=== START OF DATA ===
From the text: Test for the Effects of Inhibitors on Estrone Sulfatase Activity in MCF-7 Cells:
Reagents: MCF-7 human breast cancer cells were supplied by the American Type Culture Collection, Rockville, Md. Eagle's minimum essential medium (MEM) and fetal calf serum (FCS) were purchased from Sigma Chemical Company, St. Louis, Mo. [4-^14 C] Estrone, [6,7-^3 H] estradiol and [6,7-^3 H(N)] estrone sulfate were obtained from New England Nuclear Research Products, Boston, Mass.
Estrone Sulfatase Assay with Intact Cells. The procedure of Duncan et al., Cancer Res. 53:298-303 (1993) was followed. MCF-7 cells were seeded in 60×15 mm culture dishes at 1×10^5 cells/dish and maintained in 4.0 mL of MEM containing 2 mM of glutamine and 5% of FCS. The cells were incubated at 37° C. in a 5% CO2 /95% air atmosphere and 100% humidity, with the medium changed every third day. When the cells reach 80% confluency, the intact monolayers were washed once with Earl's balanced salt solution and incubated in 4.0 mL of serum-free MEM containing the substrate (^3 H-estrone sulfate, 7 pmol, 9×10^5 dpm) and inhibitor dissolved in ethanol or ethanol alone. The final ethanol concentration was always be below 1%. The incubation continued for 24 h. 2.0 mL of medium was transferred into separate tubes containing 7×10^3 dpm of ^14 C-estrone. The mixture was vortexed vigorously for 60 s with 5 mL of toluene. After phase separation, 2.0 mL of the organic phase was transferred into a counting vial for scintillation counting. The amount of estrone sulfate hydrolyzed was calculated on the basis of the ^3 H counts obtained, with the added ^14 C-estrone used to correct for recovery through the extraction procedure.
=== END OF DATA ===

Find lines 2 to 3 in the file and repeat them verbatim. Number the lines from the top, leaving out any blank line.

Reagents: MCF-7 human breast cancer cells were supplied by the American Type Culture Collection, Rockville, Md. Eagle's minimum essential medium (MEM) and fetal calf serum (FCS) were purchased from Sigma Chemical Company, St. Louis, Mo. [4-^14 C] Estrone, [6,7-^3 H] estradiol and [6,7-^3 H(N)] estrone sulfate were obtained from New England Nuclear Research Products, Boston, Mass.
Estrone Sulfatase Assay with Intact Cells. The procedure of Duncan et al., Cancer Res. 53:298-303 (1993) was followed. MCF-7 cells were seeded in 60×15 mm culture dishes at 1×10^5 cells/dish and maintained in 4.0 mL of MEM containing 2 mM of glutamine and 5% of FCS. The cells were incubated at 37° C. in a 5% CO2 /95% air atmosphere and 100% humidity, with the medium changed every third day. When the cells reach 80% confluency, the intact monolayers were washed once with Earl's balanced salt solution and incubated in 4.0 mL of serum-free MEM containing the substrate (^3 H-estrone sulfate, 7 pmol, 9×10^5 dpm) and inhibitor dissolved in ethanol or ethanol alone. The final ethanol concentration was always be below 1%. The incubation continued for 24 h. 2.0 mL of medium was transferred into separate tubes containing 7×10^3 dpm of ^14 C-estrone. The mixture was vortexed vigorously for 60 s with 5 mL of toluene. After phase separation, 2.0 mL of the organic phase was transferred into a counting vial for scintillation counting. The amount of estrone sulfate hydrolyzed was calculated on the basis of the ^3 H counts obtained, with the added ^14 C-estrone used to correct for recovery through the extraction procedure.